Unfortunately encryption is not the answer. If you have encrypted data and refuse to provide the key, it is currently considered to be an offense in the same way that refusing to unlock your suitcase is. Follow the government logic: if have something encrypted, then you must be hiding something from us because the only people that encrypt things are bad people (pick one or from the list of (a) terrorists (b) socialists (c) Child molesters (d) kiddie porn perverts) How do we know? Because if you were not one of these bad people, you would have nothing to hide and would not have encrypted it.

The recommended procedure that many media and business organizations use is to clean the computer of all data until you are in the other country, then download your working and encrypted files from an on-line data repository (like the way we do with freshmeat,org for open source projects). Before leaving the country, all files are encrypted. up loaded to the repository and then the local hard drives are scrubbed clean..

Many organizations apply this policy to cell phone storage, PDAs and any other device that holds data.



posted on Jun, 27 2008 @ 12:23 PM
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I don't understand why they didnt just image the drives and return the laptop. The fact that they kept the laptop for two weeks seems more like harrasment than anything.



posted on Jun, 27 2008 @ 12:30 PM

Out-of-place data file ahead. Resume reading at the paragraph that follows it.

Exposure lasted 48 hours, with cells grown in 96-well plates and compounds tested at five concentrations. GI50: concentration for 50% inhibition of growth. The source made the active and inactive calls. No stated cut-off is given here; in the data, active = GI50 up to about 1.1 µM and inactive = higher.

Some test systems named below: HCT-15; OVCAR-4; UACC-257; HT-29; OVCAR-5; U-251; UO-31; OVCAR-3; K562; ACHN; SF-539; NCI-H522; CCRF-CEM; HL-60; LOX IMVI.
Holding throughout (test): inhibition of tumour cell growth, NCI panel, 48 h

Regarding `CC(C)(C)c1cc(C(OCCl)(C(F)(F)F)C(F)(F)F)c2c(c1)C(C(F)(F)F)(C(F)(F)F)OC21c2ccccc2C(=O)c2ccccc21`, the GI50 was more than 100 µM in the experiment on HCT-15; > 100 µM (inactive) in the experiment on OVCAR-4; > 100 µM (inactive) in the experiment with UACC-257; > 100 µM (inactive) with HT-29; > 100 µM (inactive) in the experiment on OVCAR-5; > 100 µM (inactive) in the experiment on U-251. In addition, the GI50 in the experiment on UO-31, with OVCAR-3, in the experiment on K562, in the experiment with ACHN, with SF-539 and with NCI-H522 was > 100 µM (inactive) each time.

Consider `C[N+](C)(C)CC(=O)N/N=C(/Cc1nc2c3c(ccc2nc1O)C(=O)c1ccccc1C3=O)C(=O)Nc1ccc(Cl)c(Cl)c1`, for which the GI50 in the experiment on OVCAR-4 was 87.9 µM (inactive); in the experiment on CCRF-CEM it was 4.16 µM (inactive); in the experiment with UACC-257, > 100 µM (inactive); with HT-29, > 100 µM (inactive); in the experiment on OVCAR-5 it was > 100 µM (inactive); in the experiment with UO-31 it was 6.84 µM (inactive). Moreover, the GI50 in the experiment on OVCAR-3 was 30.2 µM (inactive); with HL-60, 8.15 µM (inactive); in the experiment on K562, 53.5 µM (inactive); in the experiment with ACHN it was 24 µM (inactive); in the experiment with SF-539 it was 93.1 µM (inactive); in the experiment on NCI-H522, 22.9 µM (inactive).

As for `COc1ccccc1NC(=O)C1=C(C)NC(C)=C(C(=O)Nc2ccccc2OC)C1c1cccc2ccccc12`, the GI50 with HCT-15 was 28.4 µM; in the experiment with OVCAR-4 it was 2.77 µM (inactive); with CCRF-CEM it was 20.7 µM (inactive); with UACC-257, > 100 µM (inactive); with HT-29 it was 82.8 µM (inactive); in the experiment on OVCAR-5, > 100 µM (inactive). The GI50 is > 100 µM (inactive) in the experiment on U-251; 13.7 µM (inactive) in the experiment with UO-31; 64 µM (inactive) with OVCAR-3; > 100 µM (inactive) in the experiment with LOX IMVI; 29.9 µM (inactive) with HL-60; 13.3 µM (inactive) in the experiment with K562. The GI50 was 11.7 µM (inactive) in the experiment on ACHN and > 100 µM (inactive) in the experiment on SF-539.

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They can have my Macbook when they pry it from my cold dead hands.



posted on Jun, 27 2008 @ 02:25 PM
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$$$$$$$$$$$$$$$$$$$$$$$$$$$$$$$$$$$$$$$$$$$$

or

ATTRIB %filename% /+H

putting a $ sign in front of a folders name makes it a hidden folder

changing the Attrib to +H also makes the file hidden but can be seen if "Show all Files" is enabled.

It has been my experience that low paid bag checkers have very little
computer skills. I wouldn't let them touch my stuff...



posted on Jun, 27 2008 @ 02:50 PM
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Originally posted by metamagic
Because if you were not one of these bad people, you would have nothing to hide and would not have encrypted it.


And when a government or institution has something to hide from the public and we wish to see it.. how willing will they be to open up?

I'm seeing... do as we say.. not as we do... feel the sqeeze....



posted on Jun, 27 2008 @ 03:01 PM
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reply to post by metamagic
 


Put one trick might get you out of this. Use an encryption that uses keyfiles, then mail the file in a SD card or such to your travel location. If they ask for your password you can provide it and then say "I dont have the keyfile though".